I just returned from a meeting with prospective donors for a current client. These are well-informed, long-time volunteers and supporters who are eager to be part of the upcoming capital campaign. In advance of my visit, the client had prepared a draft “vision statement” which set out the organization’s needs for campaign funding. But even with these highly engaged and motivated donors, the draft fell flat. They wanted to know something very simple and yet something we often forget about: what difference will my gift make?
In any organization, it’s so easy to get inside our own small worlds and forget about what really motivates donors. We become distracted with report deadlines, meeting agendas, management duties, scheduling and a million other daily tasks that become our entire world, if we let them. We forget to remember the big picture, the greater good we are doing. Stepping back on a regular basis is healthy for every part of life. That’s why vacations were invented.
This couple was curious and wanted to help create a stronger case for support. After our discussion of the client organization, they asked me what, based on my many years of fundraising, motivates people to give. I took the easy, if honest, way out: it depends.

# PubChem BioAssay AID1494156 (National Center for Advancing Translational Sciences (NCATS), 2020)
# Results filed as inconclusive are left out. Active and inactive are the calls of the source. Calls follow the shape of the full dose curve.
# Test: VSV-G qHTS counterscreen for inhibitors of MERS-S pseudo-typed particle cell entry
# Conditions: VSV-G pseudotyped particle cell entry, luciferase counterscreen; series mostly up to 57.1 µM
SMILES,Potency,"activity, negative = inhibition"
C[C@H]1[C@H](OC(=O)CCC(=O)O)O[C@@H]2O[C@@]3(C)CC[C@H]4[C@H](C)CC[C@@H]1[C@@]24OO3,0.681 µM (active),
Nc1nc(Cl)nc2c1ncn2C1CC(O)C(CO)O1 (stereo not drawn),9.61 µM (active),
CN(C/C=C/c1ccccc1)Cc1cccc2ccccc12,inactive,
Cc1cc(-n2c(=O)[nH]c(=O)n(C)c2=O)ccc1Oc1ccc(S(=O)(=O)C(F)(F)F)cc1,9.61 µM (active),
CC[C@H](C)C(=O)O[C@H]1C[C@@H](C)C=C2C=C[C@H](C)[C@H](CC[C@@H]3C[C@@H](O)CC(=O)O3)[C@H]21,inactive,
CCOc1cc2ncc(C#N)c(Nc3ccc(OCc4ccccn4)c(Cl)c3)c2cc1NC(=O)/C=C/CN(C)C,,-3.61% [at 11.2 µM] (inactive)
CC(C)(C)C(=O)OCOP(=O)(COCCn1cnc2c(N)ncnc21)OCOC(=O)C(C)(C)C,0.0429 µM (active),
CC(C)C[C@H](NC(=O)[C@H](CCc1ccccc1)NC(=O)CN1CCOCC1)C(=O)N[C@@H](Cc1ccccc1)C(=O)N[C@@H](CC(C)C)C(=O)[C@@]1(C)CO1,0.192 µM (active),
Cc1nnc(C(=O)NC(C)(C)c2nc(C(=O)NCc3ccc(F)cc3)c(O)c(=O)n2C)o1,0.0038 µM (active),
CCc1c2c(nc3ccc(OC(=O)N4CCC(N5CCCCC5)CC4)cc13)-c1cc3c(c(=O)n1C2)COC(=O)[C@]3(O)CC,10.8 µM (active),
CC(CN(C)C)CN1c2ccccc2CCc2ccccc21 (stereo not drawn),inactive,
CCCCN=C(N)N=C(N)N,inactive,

I talked to them about the differences in motivation for women and men, people of different generations, donors of different cultural backgrounds. I’ve read, engaged in continuing education and personally experienced a lot over these well-documented variations over the years. But when it comes right down to it, it’s pretty simple.
Years ago, a fundraising sage told me that people give to save lives and change lives. Simply and beautifully put. I always try to keep that in mind when constructing a case for support or advising clients about their fundraising appeals. We need to demonstrate to donors that their gifts will have impact, demonstrable, measurable and life-changing.
The beauty of the situation is that our organizations do make a difference in people’s lives and we have those stories to tell! These stories have power. After all, story-telling is the ancient and powerful way we humans have always communicated.
One final thought: think about your own work and what motivates you to spend the many hours each day working toward a shared mission. Why do you do it? What is it about the way you are helping others that keeps you going? Chances are, the same things that motivate you to work hard will motivate donors to give generously. So get out there and tell those true, powerful and motivating stories. They have the potential to persuade the head and move the heart and make the lives of many, including those of our donors, more fulfilling.